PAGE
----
“The landscape is not completely in our advantage. We don’t always have the best positions. We don’t always see them,” said a senior sergeant who gave only his call sign, Grek, to adhere to Ukrainian military rules. The soldiers used the same strategy as the Su-25 pilot, he said, who harnessed the topography to cloak their position between two hills until they released munitions from a few miles away. The plane evaded radar and was not detected until it fired and returned home, Grek said.
The spring thaw will bring a much-needed reprieve from the harsh freezing conditions that make trench warfare insufferable, but it will also complicate matters. Some hilly positions have perhaps 65 to 100 feet of visibility through leafless trees, but foliage will soon limit the view, Grek said.
While fighting in this area has quieted in recent weeks, the region remains an important buffer to keep Russian forces, currently split, from combining along the front.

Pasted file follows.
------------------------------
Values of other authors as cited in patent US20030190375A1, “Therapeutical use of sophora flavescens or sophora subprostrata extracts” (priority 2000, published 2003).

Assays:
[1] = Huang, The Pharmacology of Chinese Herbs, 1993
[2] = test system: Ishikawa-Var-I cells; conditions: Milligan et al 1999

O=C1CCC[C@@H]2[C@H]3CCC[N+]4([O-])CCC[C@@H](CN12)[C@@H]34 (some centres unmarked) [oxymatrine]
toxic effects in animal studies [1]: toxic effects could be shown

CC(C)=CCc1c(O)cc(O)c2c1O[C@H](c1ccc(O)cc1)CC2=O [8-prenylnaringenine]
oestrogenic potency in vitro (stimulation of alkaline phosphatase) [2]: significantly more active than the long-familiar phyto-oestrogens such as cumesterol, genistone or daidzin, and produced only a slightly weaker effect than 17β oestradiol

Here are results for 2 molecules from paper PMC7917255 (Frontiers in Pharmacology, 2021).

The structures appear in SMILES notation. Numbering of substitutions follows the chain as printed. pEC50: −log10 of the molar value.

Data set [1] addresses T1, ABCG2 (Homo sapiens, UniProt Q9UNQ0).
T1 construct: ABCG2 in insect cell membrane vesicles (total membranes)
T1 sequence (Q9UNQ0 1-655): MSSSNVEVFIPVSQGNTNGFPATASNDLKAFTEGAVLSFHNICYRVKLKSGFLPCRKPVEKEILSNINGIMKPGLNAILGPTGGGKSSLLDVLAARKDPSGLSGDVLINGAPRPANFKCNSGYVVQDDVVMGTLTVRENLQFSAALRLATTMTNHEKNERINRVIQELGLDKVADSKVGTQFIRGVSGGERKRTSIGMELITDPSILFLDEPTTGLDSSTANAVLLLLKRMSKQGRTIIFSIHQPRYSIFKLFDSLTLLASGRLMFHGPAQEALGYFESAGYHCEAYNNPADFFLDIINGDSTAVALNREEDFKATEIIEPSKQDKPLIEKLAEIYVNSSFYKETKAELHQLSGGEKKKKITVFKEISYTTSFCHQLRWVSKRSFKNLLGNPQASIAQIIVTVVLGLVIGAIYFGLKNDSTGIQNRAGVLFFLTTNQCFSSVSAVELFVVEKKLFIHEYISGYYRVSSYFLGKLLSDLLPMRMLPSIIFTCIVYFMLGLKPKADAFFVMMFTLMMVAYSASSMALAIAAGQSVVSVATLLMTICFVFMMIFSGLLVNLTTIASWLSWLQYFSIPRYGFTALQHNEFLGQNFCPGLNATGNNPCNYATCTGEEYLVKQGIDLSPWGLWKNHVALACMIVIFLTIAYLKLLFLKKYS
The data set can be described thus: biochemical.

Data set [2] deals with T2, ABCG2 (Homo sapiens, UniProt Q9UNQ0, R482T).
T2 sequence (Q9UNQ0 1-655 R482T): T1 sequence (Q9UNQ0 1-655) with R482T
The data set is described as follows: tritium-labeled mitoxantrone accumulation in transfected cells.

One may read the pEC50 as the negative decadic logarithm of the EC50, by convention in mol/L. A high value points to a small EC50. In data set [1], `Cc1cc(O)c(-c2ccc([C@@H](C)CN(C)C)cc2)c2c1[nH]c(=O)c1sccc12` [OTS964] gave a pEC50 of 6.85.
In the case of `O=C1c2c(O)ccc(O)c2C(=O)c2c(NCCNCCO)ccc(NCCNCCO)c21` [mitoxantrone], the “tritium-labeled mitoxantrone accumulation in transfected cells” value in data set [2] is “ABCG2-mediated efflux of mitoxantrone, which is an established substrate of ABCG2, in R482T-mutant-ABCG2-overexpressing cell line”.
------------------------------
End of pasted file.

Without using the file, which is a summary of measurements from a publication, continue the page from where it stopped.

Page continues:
“The longer we hold this line, it also means it’ll be better and easier for Bakhmut,” Grek said, stopping intermittently to click his radio and answer soldiers checking in from their positions. “Well, not easier. I can’t say that about that place. But if we pull more enemy forces into this direction, it might calm down the situation for the guys there, and maybe stop a full encirclement.”
The town of Niu-York, free from skyscrapers but speckled with occasional references to its American namesake, has endured shelling and destruction for as long as any other front-line town since 2014. Townspeople who have not yet evacuated shuffle past blocks of pulverized homes and boarded-up schools, and the occasional tractor tills black soil in anticipation of spring.
A woman feeding dogs and cats on one block and who gave only her first name, Yevhenia, said she did not want to talk about anything except the animals. Some pets were abandoned by people who fled, she said, and others wandered into town recently. She was trying to nurse Cutie, an affectionate gray and brown cat showing signs of infection, back to health.
Beaming with pride, Yevhenia, 69, said she took part in helping spirit 35 dogs to a shelter in Dnipro, part of a long history of looking out for animals. “I have been doing this for my entire life,” she said.